The museums of the Moscow Kremlin in 2013 will showcase two exhibitions related to the history of Russia and its rulers. On March 19 the exhibition dedicated to Ivan III opens at the Pillar Chamber – this ruler is often connected with the association of Russian lands around Moscow which became the center of the state, he also adopted the so-called Code of Law.
The Art of Saving Art exhibition which will open on April 9 in the exhibition hall of the Uspenskaya Belfry will reveal the secrets of restoration crafts on the examples of the best art works of Russian and foreign artists - Moscow Kremlin is rich in these works.
In mid-September the Museums of the Kremlin will present a magnificent exhibition Coronation in the Moscow Kremlin (XVI-XIX centuries) dedicated to the 400th anniversary of the Romanov dynasty.
Among other events taking place in Russia in honor of this anniversary, a memorial Romanov bell will be raised at Novospassky Monastery in Moscow, the 2013 Romanov Festival is being held in Kostroma, the Omsk Museum of Fine Arts is hosting a Romanov Exhibition and Nizhniy Novgorod is hosting a photography exhibition depicting royal visits to this city.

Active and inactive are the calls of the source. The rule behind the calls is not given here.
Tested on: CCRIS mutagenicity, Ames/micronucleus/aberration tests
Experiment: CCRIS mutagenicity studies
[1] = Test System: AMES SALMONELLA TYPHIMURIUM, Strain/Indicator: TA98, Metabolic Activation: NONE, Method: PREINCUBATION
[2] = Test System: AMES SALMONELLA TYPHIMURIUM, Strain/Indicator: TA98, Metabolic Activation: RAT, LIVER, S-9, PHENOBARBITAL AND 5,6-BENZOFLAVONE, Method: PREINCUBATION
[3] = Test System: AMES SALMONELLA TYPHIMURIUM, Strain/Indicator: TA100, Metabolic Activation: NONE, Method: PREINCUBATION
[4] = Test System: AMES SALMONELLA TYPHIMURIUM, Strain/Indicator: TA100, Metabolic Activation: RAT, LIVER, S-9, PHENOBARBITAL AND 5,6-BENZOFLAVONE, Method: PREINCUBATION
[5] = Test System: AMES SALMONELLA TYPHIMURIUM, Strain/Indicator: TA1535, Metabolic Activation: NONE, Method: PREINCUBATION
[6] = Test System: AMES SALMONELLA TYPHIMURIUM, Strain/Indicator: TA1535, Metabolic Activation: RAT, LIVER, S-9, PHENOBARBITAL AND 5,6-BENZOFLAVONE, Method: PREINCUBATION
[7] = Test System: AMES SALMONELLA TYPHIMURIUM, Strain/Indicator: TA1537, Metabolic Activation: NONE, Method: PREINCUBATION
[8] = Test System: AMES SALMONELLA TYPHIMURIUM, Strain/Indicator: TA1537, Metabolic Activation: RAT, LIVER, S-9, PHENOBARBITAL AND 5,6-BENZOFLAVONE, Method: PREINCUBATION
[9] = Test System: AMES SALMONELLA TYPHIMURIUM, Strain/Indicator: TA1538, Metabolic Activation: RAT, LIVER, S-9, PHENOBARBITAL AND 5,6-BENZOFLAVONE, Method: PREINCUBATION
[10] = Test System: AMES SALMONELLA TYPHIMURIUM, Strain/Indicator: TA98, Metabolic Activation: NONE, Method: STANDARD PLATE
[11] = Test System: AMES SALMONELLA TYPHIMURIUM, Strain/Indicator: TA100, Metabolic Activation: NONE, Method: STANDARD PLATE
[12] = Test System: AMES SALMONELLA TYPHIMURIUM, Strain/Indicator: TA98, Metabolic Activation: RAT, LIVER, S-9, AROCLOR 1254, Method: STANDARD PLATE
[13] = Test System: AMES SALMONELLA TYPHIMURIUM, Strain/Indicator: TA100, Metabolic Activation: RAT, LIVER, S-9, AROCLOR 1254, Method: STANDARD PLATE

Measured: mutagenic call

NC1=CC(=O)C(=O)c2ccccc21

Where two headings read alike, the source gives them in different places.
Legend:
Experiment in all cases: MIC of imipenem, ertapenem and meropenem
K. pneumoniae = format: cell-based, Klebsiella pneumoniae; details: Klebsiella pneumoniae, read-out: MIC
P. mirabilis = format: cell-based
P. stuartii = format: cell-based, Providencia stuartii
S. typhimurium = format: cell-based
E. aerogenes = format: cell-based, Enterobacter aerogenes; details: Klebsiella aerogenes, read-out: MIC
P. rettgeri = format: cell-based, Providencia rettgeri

The anniversary is also being celebrated elsewhere around the world throughout the year. For example, in the United States at the Hillwood Museum in Washington DC is presenting a special exhibition of the coronation albums created over the course of the family’s reign. In Great Britain new tableware released by Royal Buckingham for purchase by the public will have the Romanov crest and 1613-2013 depicted on it. A collection of historical carpets called “The Romanovs: A Great Dynasty” will tour to world, travelling to Moscow, St. Petersburg, London, Paris, New York and Madrid.